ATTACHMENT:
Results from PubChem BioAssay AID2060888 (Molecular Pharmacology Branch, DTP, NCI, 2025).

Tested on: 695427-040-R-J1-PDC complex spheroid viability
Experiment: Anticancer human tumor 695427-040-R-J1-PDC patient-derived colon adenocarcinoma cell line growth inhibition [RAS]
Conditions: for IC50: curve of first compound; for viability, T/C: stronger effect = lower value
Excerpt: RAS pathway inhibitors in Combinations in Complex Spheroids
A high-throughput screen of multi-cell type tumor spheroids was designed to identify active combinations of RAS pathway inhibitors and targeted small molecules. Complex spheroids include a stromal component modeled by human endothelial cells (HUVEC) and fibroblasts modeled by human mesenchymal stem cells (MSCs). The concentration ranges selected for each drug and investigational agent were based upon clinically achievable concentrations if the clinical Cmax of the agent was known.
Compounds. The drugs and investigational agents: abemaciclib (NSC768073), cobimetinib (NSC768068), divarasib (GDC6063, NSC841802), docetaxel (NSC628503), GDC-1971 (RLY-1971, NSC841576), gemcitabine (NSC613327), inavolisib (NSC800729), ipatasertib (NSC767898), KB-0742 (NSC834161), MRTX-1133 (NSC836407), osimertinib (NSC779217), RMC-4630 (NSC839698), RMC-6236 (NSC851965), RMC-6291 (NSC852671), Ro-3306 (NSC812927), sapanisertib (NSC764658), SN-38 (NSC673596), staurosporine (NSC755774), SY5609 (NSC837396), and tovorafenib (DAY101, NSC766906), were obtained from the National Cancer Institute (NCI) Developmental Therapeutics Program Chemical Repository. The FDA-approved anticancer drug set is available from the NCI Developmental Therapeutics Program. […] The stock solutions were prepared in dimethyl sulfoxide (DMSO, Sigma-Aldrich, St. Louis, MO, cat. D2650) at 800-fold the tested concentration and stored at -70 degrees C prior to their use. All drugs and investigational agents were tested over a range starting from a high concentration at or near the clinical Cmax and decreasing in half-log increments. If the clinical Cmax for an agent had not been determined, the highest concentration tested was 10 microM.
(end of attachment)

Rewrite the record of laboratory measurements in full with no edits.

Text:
Results from PubChem BioAssay AID2060888 (Molecular Pharmacology Branch, DTP, NCI, 2025).

Tested on: 695427-040-R-J1-PDC complex spheroid viability
Experiment: Anticancer human tumor 695427-040-R-J1-PDC patient-derived colon adenocarcinoma cell line growth inhibition [RAS]
Conditions: for IC50: curve of first compound; for viability, T/C: stronger effect = lower value
Excerpt: RAS pathway inhibitors in Combinations in Complex Spheroids
A high-throughput screen of multi-cell type tumor spheroids was designed to identify active combinations of RAS pathway inhibitors and targeted small molecules. Complex spheroids include a stromal component modeled by human endothelial cells (HUVEC) and fibroblasts modeled by human mesenchymal stem cells (MSCs). The concentration ranges selected for each drug and investigational agent were based upon clinically achievable concentrations if the clinical Cmax of the agent was known.
Compounds. The drugs and investigational agents: abemaciclib (NSC768073), cobimetinib (NSC768068), divarasib (GDC6063, NSC841802), docetaxel (NSC628503), GDC-1971 (RLY-1971, NSC841576), gemcitabine (NSC613327), inavolisib (NSC800729), ipatasertib (NSC767898), KB-0742 (NSC834161), MRTX-1133 (NSC836407), osimertinib (NSC779217), RMC-4630 (NSC839698), RMC-6236 (NSC851965), RMC-6291 (NSC852671), Ro-3306 (NSC812927), sapanisertib (NSC764658), SN-38 (NSC673596), staurosporine (NSC755774), SY5609 (NSC837396), and tovorafenib (DAY101, NSC766906), were obtained from the National Cancer Institute (NCI) Developmental Therapeutics Program Chemical Repository. The FDA-approved anticancer drug set is available from the NCI Developmental Therapeutics Program. […] The stock solutions were prepared in dimethyl sulfoxide (DMSO, Sigma-Aldrich, St. Louis, MO, cat. D2650) at 800-fold the tested concentration and stored at -70 degrees C prior to their use. All drugs and investigational agents were tested over a range starting from a high concentration at or near the clinical Cmax and decreasing in half-log increments. If the clinical Cmax for an agent had not been determined, the highest concentration tested was 10 microM.